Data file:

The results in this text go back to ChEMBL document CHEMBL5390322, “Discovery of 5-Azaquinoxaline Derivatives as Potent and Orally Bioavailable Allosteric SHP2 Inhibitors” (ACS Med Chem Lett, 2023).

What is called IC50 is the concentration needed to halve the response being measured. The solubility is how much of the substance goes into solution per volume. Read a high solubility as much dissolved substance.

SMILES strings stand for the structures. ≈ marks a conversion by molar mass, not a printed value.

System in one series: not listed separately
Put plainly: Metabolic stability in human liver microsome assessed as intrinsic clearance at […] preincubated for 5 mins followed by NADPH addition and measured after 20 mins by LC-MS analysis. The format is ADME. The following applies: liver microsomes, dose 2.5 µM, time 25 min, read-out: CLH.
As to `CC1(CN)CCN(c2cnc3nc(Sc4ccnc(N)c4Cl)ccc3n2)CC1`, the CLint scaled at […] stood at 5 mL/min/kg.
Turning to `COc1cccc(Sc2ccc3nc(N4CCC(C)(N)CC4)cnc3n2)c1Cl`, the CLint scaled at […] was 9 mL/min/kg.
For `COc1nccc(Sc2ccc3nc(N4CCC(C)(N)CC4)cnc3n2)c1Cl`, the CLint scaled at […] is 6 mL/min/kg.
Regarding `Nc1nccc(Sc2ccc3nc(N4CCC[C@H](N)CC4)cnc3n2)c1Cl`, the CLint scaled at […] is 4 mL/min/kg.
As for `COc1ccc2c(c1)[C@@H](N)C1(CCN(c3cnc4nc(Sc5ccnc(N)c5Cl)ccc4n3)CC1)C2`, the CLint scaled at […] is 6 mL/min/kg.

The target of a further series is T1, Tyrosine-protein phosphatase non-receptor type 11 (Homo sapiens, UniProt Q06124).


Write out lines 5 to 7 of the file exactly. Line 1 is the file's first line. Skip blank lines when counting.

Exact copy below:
Put plainly: Metabolic stability in human liver microsome assessed as intrinsic clearance at […] preincubated for 5 mins followed by NADPH addition and measured after 20 mins by LC-MS analysis. The format is ADME. The following applies: liver microsomes, dose 2.5 µM, time 25 min, read-out: CLH.
As to `CC1(CN)CCN(c2cnc3nc(Sc4ccnc(N)c4Cl)ccc3n2)CC1`, the CLint scaled at […] stood at 5 mL/min/kg.
Turning to `COc1cccc(Sc2ccc3nc(N4CCC(C)(N)CC4)cnc3n2)c1Cl`, the CLint scaled at […] was 9 mL/min/kg.